The discussion on global warming focuses on Canada’s “dismal record”, including the Liberal government’s refusal to take the Kyoto Accord seriously. Since then, the Conservatives have at least had to honesty to say that their government has no intention of living up to our international agreement. (This stand reflects what Stephen Harper wrote in 2002: “Kyoto is essentially a socialist scheme to suck money out of wealth-producing nations.” Harper seems to be implying that this would be a bad thing).
Another chapter argues that we have over-reacted to the threat of international terrorism, and that we should not be too hasty when it comes to restricting traditional Canadian freedoms. The chapter is titled, “Get a Grip”.
Another area where Byers argues that Canadians should be concerned is our northern regions. The melting the ice from global warming is threatening the eco-systems there, and in a decade or so it will open a passage from the Atlantic to the Pacific through Canadian waters. Except – the United States says that Canadian claims in northern waters are illegitimate because “the Northwest Passage is an ‘international straight’” in Washington’s eyes.
However, the question of sovereignty in the north is not only relevant for shipping. As oil prices – and profits – skyrocket, and as supplies are being used up, it is important to keep in mind that the “U.S. Geographical Society estimates that 25 per cent of the world’s undiscovered fossil fuels are located under the Arctic Ocean.” It is an understatement to say that the question of sovereignty and ownership of these resources will be an increasingly critical one in the years to come.
A consistent theme that emerges throughout the book is that of the threat of further integration with the United States, in economic, military, security, and other ways. Byers believes that Canada is “being targeted for continental integration by stealth” through such deals as the semi-secret Security and Prosperity Partnership plan.
The discussion on water exports is one of the potentially most crucial, as shortages in the States have caused many U.S. politicians to cast envious glances at our lakes and rivers. It is still unclear if the NAFTA agreement will be interpreted to mean that Canada could be forced to send this precious resource south to help water golf courses and lawns.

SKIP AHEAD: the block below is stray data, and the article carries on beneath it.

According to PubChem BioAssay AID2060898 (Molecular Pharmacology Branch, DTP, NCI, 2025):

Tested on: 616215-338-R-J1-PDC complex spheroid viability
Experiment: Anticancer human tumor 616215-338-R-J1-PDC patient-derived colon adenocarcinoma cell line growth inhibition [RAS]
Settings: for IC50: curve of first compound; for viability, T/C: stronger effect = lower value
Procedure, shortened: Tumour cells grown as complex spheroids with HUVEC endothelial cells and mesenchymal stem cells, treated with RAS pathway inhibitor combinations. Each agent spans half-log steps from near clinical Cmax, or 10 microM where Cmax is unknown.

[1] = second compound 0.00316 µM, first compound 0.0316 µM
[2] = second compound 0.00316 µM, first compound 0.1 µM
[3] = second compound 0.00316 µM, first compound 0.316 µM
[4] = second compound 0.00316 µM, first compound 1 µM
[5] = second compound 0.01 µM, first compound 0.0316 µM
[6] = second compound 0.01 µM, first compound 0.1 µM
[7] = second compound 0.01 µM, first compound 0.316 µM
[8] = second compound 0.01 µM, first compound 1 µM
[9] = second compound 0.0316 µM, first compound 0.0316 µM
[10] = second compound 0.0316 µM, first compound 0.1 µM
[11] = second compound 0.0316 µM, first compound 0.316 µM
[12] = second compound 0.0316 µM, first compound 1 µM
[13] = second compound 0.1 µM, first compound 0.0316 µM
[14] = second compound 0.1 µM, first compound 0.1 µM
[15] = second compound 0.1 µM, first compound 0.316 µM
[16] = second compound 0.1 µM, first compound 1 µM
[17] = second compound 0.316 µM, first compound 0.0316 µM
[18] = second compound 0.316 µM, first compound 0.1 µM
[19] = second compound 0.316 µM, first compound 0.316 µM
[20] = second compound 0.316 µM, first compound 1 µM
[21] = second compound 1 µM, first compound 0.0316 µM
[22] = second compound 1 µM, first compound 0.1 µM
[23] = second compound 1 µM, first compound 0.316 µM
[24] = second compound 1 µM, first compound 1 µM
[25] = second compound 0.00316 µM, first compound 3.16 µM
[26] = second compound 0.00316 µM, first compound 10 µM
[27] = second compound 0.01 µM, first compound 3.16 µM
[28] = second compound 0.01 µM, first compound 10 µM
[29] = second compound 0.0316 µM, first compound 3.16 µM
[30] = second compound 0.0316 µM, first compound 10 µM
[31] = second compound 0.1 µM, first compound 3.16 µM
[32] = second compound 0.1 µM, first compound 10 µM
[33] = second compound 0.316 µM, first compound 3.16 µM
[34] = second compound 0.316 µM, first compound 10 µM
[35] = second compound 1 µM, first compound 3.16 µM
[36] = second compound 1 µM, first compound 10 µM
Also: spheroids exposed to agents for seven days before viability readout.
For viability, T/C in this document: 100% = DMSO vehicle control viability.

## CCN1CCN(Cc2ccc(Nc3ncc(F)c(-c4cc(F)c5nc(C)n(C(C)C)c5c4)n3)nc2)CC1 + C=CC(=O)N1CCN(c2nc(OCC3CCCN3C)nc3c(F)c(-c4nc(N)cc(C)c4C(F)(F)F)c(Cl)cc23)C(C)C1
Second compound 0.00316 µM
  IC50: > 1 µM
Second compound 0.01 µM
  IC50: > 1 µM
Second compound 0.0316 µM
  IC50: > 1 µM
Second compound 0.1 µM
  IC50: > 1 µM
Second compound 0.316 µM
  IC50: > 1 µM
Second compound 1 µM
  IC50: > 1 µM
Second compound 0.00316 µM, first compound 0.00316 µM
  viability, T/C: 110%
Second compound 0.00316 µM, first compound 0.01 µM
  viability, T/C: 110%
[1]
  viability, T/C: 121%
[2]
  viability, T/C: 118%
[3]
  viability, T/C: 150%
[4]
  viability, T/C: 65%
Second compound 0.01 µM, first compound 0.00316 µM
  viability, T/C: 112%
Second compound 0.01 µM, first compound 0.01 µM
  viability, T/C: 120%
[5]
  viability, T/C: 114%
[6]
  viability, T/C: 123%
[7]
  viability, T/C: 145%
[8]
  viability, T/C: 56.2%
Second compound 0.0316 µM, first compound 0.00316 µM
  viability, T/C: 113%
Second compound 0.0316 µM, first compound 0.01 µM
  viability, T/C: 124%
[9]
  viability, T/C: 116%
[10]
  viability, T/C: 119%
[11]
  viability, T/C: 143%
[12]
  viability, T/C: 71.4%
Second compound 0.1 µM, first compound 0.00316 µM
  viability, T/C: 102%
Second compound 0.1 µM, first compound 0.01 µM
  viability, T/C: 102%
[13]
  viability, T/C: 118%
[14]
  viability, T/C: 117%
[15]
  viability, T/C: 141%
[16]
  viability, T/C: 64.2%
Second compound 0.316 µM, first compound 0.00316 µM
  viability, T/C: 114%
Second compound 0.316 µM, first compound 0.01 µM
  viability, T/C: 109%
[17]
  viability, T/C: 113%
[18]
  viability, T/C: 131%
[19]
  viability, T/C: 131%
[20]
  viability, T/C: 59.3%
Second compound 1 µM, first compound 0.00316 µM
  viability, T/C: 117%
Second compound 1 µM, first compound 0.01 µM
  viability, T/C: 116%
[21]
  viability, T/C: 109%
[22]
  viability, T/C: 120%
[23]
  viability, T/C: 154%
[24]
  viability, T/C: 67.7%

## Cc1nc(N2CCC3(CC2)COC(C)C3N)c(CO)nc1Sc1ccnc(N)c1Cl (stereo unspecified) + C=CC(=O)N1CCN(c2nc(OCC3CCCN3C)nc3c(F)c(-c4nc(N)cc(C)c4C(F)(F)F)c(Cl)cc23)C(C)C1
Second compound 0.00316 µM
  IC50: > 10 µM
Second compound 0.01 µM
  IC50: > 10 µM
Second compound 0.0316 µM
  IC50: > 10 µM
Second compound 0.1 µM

One of the ironies regarding moving into a closer orbit with the United States is that integration is being pushed at the same time as the differences in the attitudes of Canadians and Americans on a host of issues – such as gun control, the “war on drugs”, immigration, and the use of military force are growing wider year by year (as Michael Adams has shown in his book, “Fire and Ice”).
It is Byers’ belief that Canada can potentially play a very significant role in making the world a more peaceful and more just place, and that we take the lead in creating a global economy that is ecologically sustainable. However, these initiatives will rarely come from the government. Byers contends that they will only come into being if Canadians insist that our political leaders put private interests aside and actually do what the public wants.
In Political Science, the technical term for this form of government is “democracy”. His hope that Canadians can become active citizens rather than mere spectators is why the book is sub-titled: “A relentlessly optimistic manifesto for Canada’s role in the world.”
My quibbles with the book are just that. For instance, by referring to the military-industrial complex (President Eisenhower’s term) as the “defense” industry, the book tacitly reinforces the idea that its true purpose is indeed a benign one – national defense and the promotion of freedom. Instead, the military-industrial complex has a rather more complex series of goals, including the expansion the U.S. empire and protecting what leading U.S. dissident Noam Chomsky calls the “freedom to rob and exploit.”
Also, I believe that Byers somewhat underestimates the role of public opinion and social movements in creating a unique and independent Canada, while giving a bit too much credit to individual politicians. For example, Tommy Douglas didn’t achieve a public health care system all by himself, just as Jean Chretien only refused to participate in the invasion of Iraq because most Canadians were strongly opposed to it. (A notable exception was, of course, Stephen Harper, who argued that Canada should have stood shoulder-to-shoulder with George Bush).
One final criticism: too many sentences end in exclamation marks!!
Despite these sins, “Intent for a Nation” is an engaging call-to-action for all Canadians who are worried about our future and the choices the government will be making in our name. Perhaps the traditional Mexican lament should now be re-written to apply to the True North as well: “Poor Canada – so far from God, and so close to the United States!”
Peter G. Prontzos is a Research Associate for the Canadian Centre for Policy Alternatives. He teaches Political Science at Langara College in Vancouver and recently served on the Peace and Justice Committee of the City of Vancouver.